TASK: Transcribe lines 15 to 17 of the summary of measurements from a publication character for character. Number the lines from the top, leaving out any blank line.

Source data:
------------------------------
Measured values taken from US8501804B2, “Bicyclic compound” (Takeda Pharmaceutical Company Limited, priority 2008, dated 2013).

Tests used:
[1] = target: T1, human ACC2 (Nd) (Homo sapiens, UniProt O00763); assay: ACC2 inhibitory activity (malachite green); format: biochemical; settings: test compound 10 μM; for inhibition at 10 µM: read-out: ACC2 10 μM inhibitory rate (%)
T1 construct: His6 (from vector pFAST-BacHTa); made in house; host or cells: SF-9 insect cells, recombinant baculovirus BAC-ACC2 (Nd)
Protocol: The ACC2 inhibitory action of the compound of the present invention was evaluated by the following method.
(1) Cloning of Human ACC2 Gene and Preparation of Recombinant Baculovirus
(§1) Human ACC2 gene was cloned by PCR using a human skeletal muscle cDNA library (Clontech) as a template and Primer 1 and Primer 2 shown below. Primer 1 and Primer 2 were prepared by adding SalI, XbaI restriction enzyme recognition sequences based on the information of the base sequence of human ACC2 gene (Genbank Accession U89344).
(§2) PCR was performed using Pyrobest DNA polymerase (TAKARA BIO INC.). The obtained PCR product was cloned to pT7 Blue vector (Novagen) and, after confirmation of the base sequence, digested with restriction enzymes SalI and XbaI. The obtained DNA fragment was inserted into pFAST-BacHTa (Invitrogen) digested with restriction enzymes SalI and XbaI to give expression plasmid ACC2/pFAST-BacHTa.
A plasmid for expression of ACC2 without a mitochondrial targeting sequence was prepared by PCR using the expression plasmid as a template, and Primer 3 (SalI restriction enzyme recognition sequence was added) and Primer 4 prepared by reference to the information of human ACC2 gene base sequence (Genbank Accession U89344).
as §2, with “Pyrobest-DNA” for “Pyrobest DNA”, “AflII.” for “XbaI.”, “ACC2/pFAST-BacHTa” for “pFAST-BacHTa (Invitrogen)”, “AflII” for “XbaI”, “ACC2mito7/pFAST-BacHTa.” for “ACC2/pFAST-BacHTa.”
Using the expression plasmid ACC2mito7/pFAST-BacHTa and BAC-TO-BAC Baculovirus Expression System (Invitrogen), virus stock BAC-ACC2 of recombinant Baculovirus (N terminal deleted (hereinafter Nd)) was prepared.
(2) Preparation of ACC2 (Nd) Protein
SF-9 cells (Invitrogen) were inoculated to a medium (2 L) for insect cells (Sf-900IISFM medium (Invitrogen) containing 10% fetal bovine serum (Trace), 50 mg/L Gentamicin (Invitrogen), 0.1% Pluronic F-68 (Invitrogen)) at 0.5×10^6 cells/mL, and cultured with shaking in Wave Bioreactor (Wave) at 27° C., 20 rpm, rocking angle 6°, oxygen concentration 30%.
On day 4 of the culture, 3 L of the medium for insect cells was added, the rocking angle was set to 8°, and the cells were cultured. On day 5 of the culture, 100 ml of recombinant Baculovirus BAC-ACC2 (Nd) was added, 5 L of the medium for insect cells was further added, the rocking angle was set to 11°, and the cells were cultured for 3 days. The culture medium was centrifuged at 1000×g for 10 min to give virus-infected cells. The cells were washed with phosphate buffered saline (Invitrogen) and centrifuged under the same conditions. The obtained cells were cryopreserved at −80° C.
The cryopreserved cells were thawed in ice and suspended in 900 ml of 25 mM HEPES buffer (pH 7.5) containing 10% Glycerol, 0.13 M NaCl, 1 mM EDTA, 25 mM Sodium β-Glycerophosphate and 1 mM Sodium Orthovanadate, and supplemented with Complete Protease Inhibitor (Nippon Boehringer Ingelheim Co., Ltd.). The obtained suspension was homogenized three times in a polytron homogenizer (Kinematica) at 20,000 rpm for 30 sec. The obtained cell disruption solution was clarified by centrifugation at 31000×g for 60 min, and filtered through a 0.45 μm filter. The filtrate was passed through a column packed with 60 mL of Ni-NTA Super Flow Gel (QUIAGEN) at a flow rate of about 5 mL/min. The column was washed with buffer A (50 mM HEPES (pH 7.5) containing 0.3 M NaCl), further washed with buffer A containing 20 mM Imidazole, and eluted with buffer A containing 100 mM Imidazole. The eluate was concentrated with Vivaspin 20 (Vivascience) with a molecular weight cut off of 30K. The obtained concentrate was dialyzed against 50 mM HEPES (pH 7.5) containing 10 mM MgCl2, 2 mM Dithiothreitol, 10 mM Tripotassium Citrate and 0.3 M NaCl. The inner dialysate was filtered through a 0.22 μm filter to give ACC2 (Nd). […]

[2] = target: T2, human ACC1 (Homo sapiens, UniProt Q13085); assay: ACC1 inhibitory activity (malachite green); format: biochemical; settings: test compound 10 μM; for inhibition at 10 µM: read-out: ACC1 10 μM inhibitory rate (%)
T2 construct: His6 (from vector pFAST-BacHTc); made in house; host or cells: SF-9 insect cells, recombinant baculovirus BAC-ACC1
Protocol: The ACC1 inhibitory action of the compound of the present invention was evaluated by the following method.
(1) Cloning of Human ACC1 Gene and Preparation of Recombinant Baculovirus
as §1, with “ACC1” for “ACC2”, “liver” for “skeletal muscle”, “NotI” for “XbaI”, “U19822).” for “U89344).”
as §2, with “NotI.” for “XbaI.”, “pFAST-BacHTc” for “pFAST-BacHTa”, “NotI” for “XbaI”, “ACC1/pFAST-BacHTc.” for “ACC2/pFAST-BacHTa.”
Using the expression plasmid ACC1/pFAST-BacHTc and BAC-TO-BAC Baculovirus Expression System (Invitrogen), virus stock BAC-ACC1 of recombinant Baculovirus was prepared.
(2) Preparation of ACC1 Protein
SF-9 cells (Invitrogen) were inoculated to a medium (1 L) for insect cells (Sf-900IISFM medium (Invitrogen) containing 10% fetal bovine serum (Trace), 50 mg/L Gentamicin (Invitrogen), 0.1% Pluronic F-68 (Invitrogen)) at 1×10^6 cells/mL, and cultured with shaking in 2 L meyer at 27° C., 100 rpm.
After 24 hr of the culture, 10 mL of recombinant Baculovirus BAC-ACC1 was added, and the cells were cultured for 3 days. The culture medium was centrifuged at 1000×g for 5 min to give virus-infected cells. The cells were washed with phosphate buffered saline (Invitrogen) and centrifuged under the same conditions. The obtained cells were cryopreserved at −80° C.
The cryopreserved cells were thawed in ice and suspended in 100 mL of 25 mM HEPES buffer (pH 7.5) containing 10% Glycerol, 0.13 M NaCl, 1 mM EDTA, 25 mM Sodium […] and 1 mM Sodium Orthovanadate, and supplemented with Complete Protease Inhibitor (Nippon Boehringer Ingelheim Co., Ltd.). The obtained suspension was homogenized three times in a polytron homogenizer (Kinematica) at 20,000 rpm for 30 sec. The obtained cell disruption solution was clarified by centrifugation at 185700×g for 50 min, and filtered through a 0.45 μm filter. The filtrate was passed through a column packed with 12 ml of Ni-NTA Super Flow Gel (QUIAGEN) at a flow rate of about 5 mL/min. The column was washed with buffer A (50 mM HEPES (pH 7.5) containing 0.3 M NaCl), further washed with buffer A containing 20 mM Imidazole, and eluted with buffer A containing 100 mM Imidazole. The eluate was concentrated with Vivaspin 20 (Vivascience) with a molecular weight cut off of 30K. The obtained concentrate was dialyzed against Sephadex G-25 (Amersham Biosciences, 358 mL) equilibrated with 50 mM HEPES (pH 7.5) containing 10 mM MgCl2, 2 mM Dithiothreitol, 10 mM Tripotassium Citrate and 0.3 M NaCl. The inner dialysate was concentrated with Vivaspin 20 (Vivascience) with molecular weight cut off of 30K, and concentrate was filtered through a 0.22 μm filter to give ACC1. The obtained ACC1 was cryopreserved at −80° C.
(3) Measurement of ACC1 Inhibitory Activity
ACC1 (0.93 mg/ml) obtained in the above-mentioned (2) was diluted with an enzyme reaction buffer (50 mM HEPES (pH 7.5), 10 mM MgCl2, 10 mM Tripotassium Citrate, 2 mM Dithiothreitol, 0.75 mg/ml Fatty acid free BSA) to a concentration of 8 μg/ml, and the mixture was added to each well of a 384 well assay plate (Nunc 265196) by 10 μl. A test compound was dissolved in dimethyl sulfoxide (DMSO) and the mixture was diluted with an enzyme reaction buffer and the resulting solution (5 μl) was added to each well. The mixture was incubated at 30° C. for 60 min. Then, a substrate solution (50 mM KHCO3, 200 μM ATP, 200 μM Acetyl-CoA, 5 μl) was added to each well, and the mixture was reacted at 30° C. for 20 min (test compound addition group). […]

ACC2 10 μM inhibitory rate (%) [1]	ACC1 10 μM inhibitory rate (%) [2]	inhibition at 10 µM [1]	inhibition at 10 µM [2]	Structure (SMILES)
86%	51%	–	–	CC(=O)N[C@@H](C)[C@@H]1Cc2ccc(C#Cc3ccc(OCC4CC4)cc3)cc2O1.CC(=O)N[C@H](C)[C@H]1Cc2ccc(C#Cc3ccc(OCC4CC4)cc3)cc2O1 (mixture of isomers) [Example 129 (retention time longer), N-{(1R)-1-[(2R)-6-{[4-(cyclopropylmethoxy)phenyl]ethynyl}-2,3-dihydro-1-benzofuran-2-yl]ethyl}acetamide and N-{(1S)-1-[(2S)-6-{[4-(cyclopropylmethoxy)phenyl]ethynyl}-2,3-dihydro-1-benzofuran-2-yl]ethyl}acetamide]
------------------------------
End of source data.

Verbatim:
The cryopreserved cells were thawed in ice and suspended in 900 ml of 25 mM HEPES buffer (pH 7.5) containing 10% Glycerol, 0.13 M NaCl, 1 mM EDTA, 25 mM Sodium β-Glycerophosphate and 1 mM Sodium Orthovanadate, and supplemented with Complete Protease Inhibitor (Nippon Boehringer Ingelheim Co., Ltd.). The obtained suspension was homogenized three times in a polytron homogenizer (Kinematica) at 20,000 rpm for 30 sec. The obtained cell disruption solution was clarified by centrifugation at 31000×g for 60 min, and filtered through a 0.45 μm filter. The filtrate was passed through a column packed with 60 mL of Ni-NTA Super Flow Gel (QUIAGEN) at a flow rate of about 5 mL/min. The column was washed with buffer A (50 mM HEPES (pH 7.5) containing 0.3 M NaCl), further washed with buffer A containing 20 mM Imidazole, and eluted with buffer A containing 100 mM Imidazole. The eluate was concentrated with Vivaspin 20 (Vivascience) with a molecular weight cut off of 30K. The obtained concentrate was dialyzed against 50 mM HEPES (pH 7.5) containing 10 mM MgCl2, 2 mM Dithiothreitol, 10 mM Tripotassium Citrate and 0.3 M NaCl. The inner dialysate was filtered through a 0.22 μm filter to give ACC2 (Nd). […]

[2] = target: T2, human ACC1 (Homo sapiens, UniProt Q13085); assay: ACC1 inhibitory activity (malachite green); format: biochemical; settings: test compound 10 μM; for inhibition at 10 µM: read-out: ACC1 10 μM inhibitory rate (%)
T2 construct: His6 (from vector pFAST-BacHTc); made in house; host or cells: SF-9 insect cells, recombinant baculovirus BAC-ACC1